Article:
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Jim Crawford: Campaign advice for Biden and Harris

In an election like no other, an America constrained by the COVID-19 pandemic and an opponent unlike any other, the Biden campaign needs a campaign that works in chaos.

But, in one regard at least, nothing has really changed. While personal appearances must be limited, and social media must be utilized, big ideas still must compete and, this year, they must compete not with other big ideas, but with alternative realities.

Specifically, the Trump campaign, and the Republican Party, have no policies, no specific priorities and no programs. Their argument is, “Whatever Trump Says.” That may sound like a criticism; it is not, it is simply an observation. Neither the president nor the party has named any big ideas for re-election.

So, the Biden campaign must present their big ideas, in easy-to-understand common language, so voters can see at least one party with plans to govern. The Biden folks must still remember that voters do not want buried in nuances of policy — just name your top three or four programs, make them easily understandable and say them over and over.

Three big ideas stand out, and, right now, the Biden campaign is only presenting two of the big ideas, ignoring what will be for many voters, the biggest idea. Health care is an American crisis, and Trump is working right now to end the Affordable Care Act for 23 million Americans and, in the process, end protections for pre-existing conditions. This issue won the 2018 mid-term elections for the Democrats. It can win the 2020 election now.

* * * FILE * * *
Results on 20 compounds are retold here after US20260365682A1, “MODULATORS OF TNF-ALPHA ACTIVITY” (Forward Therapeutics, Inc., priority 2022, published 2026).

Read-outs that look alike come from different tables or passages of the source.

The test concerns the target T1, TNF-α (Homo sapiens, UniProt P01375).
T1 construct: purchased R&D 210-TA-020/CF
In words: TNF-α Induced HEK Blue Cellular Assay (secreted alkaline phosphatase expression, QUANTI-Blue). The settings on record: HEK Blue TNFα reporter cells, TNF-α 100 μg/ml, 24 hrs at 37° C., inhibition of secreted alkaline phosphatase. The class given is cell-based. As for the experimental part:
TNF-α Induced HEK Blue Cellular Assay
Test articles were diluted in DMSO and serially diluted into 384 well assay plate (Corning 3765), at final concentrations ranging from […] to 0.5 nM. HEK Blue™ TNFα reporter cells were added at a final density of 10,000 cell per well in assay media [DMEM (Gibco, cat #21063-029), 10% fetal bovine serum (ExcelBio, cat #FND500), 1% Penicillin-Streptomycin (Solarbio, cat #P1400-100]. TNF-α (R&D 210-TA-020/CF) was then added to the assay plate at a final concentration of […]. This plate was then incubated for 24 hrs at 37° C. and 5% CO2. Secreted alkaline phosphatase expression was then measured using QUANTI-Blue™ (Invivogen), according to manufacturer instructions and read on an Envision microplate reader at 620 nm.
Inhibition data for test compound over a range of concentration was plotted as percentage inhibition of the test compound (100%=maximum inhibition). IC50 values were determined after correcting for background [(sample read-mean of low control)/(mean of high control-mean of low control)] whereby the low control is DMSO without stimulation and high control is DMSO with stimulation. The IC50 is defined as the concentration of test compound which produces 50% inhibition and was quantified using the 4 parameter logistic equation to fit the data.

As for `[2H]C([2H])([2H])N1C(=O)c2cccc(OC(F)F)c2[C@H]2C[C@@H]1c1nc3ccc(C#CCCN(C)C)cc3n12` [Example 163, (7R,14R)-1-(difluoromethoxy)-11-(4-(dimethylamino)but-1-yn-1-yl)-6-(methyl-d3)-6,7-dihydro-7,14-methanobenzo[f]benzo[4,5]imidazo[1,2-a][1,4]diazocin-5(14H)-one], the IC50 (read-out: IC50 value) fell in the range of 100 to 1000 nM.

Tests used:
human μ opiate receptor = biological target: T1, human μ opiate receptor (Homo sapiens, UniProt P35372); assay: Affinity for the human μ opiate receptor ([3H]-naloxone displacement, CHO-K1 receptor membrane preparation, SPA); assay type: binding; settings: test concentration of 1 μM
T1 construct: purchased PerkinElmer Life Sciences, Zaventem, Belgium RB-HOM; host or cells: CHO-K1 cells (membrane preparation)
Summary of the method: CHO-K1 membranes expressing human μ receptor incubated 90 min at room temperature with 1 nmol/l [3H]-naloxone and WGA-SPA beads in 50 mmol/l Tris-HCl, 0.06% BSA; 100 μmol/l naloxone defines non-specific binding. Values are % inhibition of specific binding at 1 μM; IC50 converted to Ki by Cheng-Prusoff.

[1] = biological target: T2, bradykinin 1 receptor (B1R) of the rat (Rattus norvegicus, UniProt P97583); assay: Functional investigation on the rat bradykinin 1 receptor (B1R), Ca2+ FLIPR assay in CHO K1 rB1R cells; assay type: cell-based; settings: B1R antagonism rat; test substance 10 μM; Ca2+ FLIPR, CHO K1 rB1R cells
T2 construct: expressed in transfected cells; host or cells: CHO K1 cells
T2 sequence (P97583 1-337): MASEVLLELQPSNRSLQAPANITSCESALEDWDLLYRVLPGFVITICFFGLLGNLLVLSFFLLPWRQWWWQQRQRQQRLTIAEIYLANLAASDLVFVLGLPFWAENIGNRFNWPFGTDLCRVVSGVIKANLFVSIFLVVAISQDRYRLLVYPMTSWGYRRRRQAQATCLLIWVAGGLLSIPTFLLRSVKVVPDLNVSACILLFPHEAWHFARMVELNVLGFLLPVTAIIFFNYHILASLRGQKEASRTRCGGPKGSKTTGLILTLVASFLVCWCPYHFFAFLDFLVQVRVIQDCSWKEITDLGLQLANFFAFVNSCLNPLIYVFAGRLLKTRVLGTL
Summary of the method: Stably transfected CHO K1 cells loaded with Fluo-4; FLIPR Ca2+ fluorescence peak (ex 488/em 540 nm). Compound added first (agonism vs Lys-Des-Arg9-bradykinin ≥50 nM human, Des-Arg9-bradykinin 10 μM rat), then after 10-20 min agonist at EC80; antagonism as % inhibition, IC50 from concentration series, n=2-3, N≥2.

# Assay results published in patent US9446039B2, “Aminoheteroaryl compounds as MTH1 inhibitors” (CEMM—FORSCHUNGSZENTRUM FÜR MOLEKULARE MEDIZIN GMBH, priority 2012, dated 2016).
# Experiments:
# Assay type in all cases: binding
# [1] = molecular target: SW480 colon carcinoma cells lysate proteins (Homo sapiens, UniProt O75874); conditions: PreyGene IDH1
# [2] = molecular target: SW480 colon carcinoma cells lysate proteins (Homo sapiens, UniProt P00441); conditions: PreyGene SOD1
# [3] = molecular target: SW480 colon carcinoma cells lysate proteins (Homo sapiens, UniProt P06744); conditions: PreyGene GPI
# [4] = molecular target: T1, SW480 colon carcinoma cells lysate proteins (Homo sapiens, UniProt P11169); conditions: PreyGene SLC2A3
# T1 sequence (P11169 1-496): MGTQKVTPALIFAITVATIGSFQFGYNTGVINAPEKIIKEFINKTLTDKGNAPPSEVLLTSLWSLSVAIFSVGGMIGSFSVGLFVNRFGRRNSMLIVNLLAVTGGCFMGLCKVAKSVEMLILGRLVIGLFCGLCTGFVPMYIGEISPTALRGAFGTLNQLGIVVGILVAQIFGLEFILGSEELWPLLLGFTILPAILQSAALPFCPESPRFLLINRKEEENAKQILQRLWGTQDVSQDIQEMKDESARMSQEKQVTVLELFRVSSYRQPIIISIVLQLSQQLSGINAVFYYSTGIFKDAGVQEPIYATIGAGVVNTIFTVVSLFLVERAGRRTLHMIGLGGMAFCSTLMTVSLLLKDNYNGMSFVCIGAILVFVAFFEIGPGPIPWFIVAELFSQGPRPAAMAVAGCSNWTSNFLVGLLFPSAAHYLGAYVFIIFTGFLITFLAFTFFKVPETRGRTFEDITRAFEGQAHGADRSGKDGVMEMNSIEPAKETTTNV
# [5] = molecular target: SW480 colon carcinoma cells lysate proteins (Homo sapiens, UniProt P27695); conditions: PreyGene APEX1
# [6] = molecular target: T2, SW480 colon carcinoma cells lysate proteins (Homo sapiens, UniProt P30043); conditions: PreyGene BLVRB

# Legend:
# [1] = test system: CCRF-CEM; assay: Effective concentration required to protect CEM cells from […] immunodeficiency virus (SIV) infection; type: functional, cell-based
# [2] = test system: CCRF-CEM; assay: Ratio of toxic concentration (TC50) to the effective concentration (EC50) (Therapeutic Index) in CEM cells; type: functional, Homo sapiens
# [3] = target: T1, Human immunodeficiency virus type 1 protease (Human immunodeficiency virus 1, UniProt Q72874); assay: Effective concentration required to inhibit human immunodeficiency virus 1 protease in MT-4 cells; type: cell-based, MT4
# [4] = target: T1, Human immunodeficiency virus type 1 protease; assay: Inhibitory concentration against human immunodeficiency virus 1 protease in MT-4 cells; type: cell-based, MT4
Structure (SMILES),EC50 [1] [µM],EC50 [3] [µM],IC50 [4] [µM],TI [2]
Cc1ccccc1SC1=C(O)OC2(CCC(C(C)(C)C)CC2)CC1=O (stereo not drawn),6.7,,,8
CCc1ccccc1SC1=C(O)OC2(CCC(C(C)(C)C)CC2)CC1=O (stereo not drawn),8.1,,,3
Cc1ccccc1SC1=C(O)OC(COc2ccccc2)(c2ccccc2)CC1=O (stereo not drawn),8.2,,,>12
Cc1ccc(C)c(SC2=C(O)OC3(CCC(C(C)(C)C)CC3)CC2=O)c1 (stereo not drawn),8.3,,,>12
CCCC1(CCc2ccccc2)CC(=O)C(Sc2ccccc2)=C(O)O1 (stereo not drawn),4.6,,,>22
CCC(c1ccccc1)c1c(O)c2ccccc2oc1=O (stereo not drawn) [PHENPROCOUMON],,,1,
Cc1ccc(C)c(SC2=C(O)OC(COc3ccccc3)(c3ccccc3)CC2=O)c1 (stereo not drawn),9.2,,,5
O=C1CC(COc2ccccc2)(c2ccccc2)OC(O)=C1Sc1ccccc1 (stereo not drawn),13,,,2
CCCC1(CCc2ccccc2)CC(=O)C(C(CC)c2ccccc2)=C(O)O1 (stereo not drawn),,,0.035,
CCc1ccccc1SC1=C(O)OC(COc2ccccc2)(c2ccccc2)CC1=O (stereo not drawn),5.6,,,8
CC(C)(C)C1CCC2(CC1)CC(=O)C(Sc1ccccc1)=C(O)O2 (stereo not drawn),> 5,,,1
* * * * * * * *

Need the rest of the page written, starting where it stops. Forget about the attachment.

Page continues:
The other two big ideas are the coronavirus and the economy. On the virus, the Biden folks need to slightly change their messaging to reduce emphasis on the negative reminders of mask wearing and future shutdowns, and push the importance of unlimited testing, free for everyone, and of better organizing and administrating the vaccines once they are available.

Give encouragement to the British early vaccine possibility and, in that process, mock Trumps’ desire to take credit for a vaccine he has absolutely nothing to do with.

On the economy, Biden only needs to focus on the middle of the American economy, where layoffs are killing the recovery and unemployment protections are too low to protect people who have worked all their lives. He must remind voters that he wants to help fund child care, better fund unemployment through the pandemic and protect everyone’s health care access until the crisis has passed.

Additionally, Biden must use his many surrogates to call out Trump’s false economic claims. The Trump economy was, at best, nothing more than a continuation of the Obama-Biden economy, but created fewer jobs with greater debt. And the Trump economy today is an ongoing disaster that has no end in sight. The president tweets while the economy burns, and the

Biden campaign works to develop programs the government can use to re-build the economy better.

Finally, Trump, a co-conspirator to a felony, an accused rapist in an ongoing lawsuit, under investigation by the DOJ for financial felonies in his business for providing false financial statements, is not concerned in the least with lawful behavior. The Trump who got Roger Stone out of prison for refusing to tell Justice the truth about Trump, is hardly a president who is worried about the law.

Worse still, Trump’s very idea of law is founded in this: “For my friends, everything; for my enemies, the law,” from the words of a South American dictator. The law in Trumpland is fungible, floating, disposable, subject to favor. The Biden campaign must charge the Trump campaign with its laughable assertion of law and order.

Do not fight Trump on character, he has none and he could care less. Fight him on his massive incompetence, for that no alternative reality can defend.

Jim Crawford is a retired educator and political enthusiast living here in the Tri-State.